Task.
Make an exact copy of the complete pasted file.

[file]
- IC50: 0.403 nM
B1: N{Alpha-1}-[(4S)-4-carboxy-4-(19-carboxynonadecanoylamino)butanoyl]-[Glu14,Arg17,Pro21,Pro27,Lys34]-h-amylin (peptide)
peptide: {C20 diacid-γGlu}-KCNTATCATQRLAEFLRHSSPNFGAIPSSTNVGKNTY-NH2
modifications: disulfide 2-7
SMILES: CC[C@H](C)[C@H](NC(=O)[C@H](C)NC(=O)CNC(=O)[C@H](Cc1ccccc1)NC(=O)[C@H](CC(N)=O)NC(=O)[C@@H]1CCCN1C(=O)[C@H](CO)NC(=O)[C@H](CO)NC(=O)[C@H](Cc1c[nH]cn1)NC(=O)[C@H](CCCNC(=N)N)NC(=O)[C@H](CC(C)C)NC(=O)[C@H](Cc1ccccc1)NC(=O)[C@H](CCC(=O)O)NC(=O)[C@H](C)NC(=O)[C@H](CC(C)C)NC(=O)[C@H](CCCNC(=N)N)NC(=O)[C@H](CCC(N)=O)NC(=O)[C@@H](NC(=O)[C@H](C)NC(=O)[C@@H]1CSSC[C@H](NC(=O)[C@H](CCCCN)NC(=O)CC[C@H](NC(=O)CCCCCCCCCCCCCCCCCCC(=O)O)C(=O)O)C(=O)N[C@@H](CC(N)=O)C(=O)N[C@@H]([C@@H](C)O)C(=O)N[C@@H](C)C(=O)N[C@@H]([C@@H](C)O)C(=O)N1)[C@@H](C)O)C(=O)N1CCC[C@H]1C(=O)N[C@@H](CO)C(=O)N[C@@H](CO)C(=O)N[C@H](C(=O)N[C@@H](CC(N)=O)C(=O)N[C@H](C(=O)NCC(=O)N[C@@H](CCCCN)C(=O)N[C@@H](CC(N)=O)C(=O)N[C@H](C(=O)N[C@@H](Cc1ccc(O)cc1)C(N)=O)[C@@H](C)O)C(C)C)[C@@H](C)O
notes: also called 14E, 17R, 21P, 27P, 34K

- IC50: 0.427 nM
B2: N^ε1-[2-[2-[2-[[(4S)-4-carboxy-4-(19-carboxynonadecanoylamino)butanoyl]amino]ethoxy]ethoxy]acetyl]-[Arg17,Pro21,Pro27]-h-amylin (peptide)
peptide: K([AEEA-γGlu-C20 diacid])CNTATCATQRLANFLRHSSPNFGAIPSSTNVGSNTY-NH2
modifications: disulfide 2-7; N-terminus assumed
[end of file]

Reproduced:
- IC50: 0.403 nM
B1: N{Alpha-1}-[(4S)-4-carboxy-4-(19-carboxynonadecanoylamino)butanoyl]-[Glu14,Arg17,Pro21,Pro27,Lys34]-h-amylin (peptide)
peptide: {C20 diacid-γGlu}-KCNTATCATQRLAEFLRHSSPNFGAIPSSTNVGKNTY-NH2
modifications: disulfide 2-7
SMILES: CC[C@H](C)[C@H](NC(=O)[C@H](C)NC(=O)CNC(=O)[C@H](Cc1ccccc1)NC(=O)[C@H](CC(N)=O)NC(=O)[C@@H]1CCCN1C(=O)[C@H](CO)NC(=O)[C@H](CO)NC(=O)[C@H](Cc1c[nH]cn1)NC(=O)[C@H](CCCNC(=N)N)NC(=O)[C@H](CC(C)C)NC(=O)[C@H](Cc1ccccc1)NC(=O)[C@H](CCC(=O)O)NC(=O)[C@H](C)NC(=O)[C@H](CC(C)C)NC(=O)[C@H](CCCNC(=N)N)NC(=O)[C@H](CCC(N)=O)NC(=O)[C@@H](NC(=O)[C@H](C)NC(=O)[C@@H]1CSSC[C@H](NC(=O)[C@H](CCCCN)NC(=O)CC[C@H](NC(=O)CCCCCCCCCCCCCCCCCCC(=O)O)C(=O)O)C(=O)N[C@@H](CC(N)=O)C(=O)N[C@@H]([C@@H](C)O)C(=O)N[C@@H](C)C(=O)N[C@@H]([C@@H](C)O)C(=O)N1)[C@@H](C)O)C(=O)N1CCC[C@H]1C(=O)N[C@@H](CO)C(=O)N[C@@H](CO)C(=O)N[C@H](C(=O)N[C@@H](CC(N)=O)C(=O)N[C@H](C(=O)NCC(=O)N[C@@H](CCCCN)C(=O)N[C@@H](CC(N)=O)C(=O)N[C@H](C(=O)N[C@@H](Cc1ccc(O)cc1)C(N)=O)[C@@H](C)O)C(C)C)[C@@H](C)O
notes: also called 14E, 17R, 21P, 27P, 34K

- IC50: 0.427 nM
B2: N^ε1-[2-[2-[2-[[(4S)-4-carboxy-4-(19-carboxynonadecanoylamino)butanoyl]amino]ethoxy]ethoxy]acetyl]-[Arg17,Pro21,Pro27]-h-amylin (peptide)
peptide: K([AEEA-γGlu-C20 diacid])CNTATCATQRLANFLRHSSPNFGAIPSSTNVGSNTY-NH2
modifications: disulfide 2-7; N-terminus assumed